14. VARIATIONS IN PLANKTONIC FORAMINIFER FAUNAS AND CARBONATE PRESERVATION AT SITE 927: EVIDENCE FOR CHANGING SURFACE WATER CONDITIONS IN THE WESTERN TROPICAL ATLANTIC OCEAN DURING THE MIDDLE PLEISTOCENE1

James L. Cullen2 and William B. Curry3

ABSTRACT

Site 927 was cored during Leg 154 of the Ocean Drilling Program at a depth of 3315 m on the northeast flank of the Ceara Rise beneath the pool of warm, nutrient-depleted waters of the western tropical Atlantic Ocean. The site was triple advanced hydraulic piston cored and a composite section was constructed by the shipboard scientific party. We sampled the composite section between 23 and 43 meters composite depth (mcd) at 10-cm spacing (200 samples) and produced records of changing surface water conditions and carbonate preservation between 500 and 1000 ka (time scale of Bickert et al., Chapter 15, this volume). Our record of changing surface water conditions is based on downcore variations in the relative abundances of planktonic foraminifers examined within the context of changes in foraminifer preservation, calcium carbonate content, coarse fraction content (>63 Ám), and the content of size-controlled specimens of Globigerinoides sacculifer.

Site 927 sediments exhibit systematic cyclic downcore changes in carbonate content and other indicators of carbonate preservation with periods on the order of 40 k.y. Variations in percent resistant species (RSP) and percent carbonate downcore are significantly less correlated to percent whole foraminifers than they are to percent whole foraminifers in modern tropical Atlantic and Ceara Rise sediments. This suggests that changes in carbonate preservation at Site 927 are best reflected by downcore variations in percent whole foraminifers and that both percent carbonate and percent RSP exhibit variability not exclusively related to changes in preservation. Many downcore percent whole foraminifer values, especially from samples deposited during glacial maxima, fall below values typical of well-preserved supra-lysoclinal modern tropical Atlantic sediments and identify intervals in Site 927 that were probably affected by differential dissolution.

The 15 most abundant species exhibit considerable variability downcore. Patterns of variability for important species are not highly correlated, nor do they seem to be related in a simple manner to defined glacial/interglacial cycles. The four most abundant species (Globigerinoides ruber, G. sacculifer, Globigerinita glutinata, and Neogloboquadrina dutertrei) exhibit high frequency fluctuations (1/f on the order of 104 yr) with amplitudes of 10%-20%. A number of important species (e.g., Globorotalia menardii, Pulleniatina obliquiloculata, Globigerina rubescens, and Globorotalia truncatulinoides [left coiling]) are absent or occur in trace amounts over long intervals that alternate with intervals of much higher average abundance and high frequency variability. A comparison of foraminifer faunal variation with carbonate preservation suggests that faunal variability is decoupled from changes in preservation. Thus, much of the faunal variability is likely associated with changes in the environmental conditions of Ceara Rise surface waters.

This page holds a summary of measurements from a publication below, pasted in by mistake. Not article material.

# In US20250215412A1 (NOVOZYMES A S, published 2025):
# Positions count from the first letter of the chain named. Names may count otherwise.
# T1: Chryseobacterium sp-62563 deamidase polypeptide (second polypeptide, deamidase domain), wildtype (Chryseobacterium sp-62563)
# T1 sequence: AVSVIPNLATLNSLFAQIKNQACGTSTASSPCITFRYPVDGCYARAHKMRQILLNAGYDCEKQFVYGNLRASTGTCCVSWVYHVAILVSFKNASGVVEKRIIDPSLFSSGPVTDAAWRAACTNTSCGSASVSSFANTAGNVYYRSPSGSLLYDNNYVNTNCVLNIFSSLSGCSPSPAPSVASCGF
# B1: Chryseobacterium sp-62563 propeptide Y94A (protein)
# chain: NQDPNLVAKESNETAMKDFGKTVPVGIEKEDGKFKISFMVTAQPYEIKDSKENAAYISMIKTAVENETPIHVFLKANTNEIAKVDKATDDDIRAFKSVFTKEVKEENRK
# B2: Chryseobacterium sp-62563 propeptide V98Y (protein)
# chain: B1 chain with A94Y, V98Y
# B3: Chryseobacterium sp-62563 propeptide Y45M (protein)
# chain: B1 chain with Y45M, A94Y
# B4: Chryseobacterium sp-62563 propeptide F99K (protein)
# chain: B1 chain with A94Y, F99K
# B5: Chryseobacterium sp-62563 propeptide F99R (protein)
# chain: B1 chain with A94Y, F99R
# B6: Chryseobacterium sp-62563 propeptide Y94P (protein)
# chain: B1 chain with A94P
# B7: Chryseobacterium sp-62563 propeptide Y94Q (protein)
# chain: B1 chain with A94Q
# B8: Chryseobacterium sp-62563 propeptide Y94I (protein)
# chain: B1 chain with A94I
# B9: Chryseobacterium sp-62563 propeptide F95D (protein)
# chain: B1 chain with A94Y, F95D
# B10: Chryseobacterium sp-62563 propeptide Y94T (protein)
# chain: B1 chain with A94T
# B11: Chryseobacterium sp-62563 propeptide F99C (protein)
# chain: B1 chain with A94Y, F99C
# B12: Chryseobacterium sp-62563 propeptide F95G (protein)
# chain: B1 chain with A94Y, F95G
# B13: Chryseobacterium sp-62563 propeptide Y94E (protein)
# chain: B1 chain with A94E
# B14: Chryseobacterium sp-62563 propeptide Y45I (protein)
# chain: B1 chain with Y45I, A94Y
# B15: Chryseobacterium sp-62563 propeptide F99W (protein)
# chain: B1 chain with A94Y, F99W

Downcore faunas were compared to modern faunas using the Modern Analog Technique (MAT). The MAT was also used to compare downcore faunas to modern Ceara Rise faunas. Foraminifer faunas were most similar to modern Ceara Rise faunas during isotope Stage 21 and, to a lesser extent, Stages 19 and 17. Finally, the MAT was used to estimate downcore cold-season and warm-season sea surface temperatures (SST). SST estimates show little variability and suggest that the significant faunal variability observed between 1000 and 500 ka is related to surface water changes other than SST. Comparison with foraminifer faunal variability in modern tropical Atlantic sediments suggests that the observed downcore species variability may be related to changes in the mixed layer depth and the amount of time the thermocline is in the photic zone during the annual cycle. In general, “mixed layer” species (G. ruber, G. glutinata, and G. sacculifer) are most abundant during interglacials, whereas “thermocline” species (G. menardii, P. obliquiloculata, N. dutertrei, and Globorotalia tumida) are most abundant during glacial intervals when conditions in the surface waters may have been more similar to conditions found farther east in the present-day tropical Atlantic where surface sediments are richer in “thermocline” species. These interpretations, however, cannot easily explain the numerous large-scale and abrupt downcore changes in relative abundances observed for many species.

1Shackleton, N.J., Curry, W.B., Richter, C., and Bralower, T.J. (Eds.), 1997. Proc. ODP, Sci. Results, 154: College Station, TX (Ocean Drilling Program).
2Department of Geological Sciences, Salem State College, Salem, MA 01970, U.S.A. CULLEN@dgl.ssc.mass.edu
3Department of Geology and Geophysics, Woods Hole Oceanographic Institution, Woods Hole, MA 02543, U.S.A.